Martin Luther King Jr. DayOur office will be closed Monday, January 17th in observance of Martin Luther King Jr. Day. We will reopen at regular business hours on Tuesday, January 18th.
Validity and Reliability of a Physical Activity Recall Instrument Among Overweight and Non-Overweight Men and Women
- Published on 12/2003
This study examined the validity and reliability of survey items measuring one-week recall of physical activity (PA) and examined differences by weight status. A sub-aim of the study was to objectively assess the intensity of activity that most closely matches self-report. A questionnaire was administered to adults twice, three days apart. It was again administered after subjects wore a MTI/CSA accelerometer for seven days (n = 118). Several metabolic equivalent (MET) thresholds were applied to the accelerometer data. Agreement between test and re-test estimates of sufficient physical activity for health benefits (150 min/week) was high (% agreement > 90%). Correlations (rho) between total reported PA (mins/day) and accelerometer data were 0.29 (p < 0.05) among men and 0.25 (p < 0.05) among women. Among men, self-reported duration of moderate PA (3-5.9 METS) and accelerometer data were significantly correlated (rho = 0.40, p < 0.01), with no differences by weight status. Among women, a significant relationship was found only for those who were not overweight (rho = 0.52, p < 0.001). A significant correlation between self-reported duration of vigorous PA (6+ METS) and accelerometer data was only found for overweight men (rho = 0.40, p < 0.05). When lower MET thresholds were applied to the accelerometer data, women’s reported duration of moderate-intensity PA was most strongly correlated with moderate PA (accelerometer) defined as 2.0-5.9 METS (rho = 0.39, p < 0.01). The recall instrument provides a consistent measure of physical activity and validation coefficients were similar to those obtained for other physical activity recall questionnaires. However, the ability to measure PA by self-report may vary by weight status.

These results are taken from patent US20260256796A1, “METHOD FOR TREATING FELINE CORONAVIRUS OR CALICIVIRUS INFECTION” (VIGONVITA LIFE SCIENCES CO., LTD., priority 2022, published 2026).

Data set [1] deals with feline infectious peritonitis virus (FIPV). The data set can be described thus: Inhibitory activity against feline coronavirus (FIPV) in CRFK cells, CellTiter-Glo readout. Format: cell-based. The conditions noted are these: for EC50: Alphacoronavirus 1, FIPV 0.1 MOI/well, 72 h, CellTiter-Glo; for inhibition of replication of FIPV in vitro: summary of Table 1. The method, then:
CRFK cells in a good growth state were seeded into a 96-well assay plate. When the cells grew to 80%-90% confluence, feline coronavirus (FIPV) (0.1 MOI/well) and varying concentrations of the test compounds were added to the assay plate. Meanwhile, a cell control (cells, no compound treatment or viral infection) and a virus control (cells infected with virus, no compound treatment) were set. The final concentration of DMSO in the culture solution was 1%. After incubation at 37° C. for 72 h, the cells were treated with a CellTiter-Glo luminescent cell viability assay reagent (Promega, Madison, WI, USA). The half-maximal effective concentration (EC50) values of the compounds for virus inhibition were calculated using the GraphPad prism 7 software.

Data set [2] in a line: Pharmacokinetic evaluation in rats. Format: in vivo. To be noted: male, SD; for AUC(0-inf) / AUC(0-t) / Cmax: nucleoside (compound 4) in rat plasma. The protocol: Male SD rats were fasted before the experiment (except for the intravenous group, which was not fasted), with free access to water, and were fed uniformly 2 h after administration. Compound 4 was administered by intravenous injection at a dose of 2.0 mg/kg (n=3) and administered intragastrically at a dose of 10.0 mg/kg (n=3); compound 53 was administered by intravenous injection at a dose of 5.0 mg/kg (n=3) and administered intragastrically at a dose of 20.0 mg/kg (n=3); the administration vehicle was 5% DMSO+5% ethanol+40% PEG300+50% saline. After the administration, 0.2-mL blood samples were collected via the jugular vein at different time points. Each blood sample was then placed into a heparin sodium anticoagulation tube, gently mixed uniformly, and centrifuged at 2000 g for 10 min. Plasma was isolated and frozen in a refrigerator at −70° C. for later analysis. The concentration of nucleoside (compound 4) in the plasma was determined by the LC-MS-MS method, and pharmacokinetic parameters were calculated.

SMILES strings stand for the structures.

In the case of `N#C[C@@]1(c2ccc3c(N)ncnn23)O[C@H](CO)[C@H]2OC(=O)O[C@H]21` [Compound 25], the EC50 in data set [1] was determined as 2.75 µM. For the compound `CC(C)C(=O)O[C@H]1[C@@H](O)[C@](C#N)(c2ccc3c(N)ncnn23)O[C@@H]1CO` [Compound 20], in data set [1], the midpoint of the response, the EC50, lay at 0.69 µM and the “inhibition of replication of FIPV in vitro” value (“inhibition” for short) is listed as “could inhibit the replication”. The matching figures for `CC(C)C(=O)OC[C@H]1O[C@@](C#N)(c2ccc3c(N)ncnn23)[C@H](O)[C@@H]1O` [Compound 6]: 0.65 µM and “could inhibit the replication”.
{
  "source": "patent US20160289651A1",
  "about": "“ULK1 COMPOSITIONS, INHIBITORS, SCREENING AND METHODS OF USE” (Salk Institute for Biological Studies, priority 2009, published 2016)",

Link to Abstract: http://www.ncbi.nlm.nih.gov/pubmed/14723397
Journal of Science and Medicine in Sports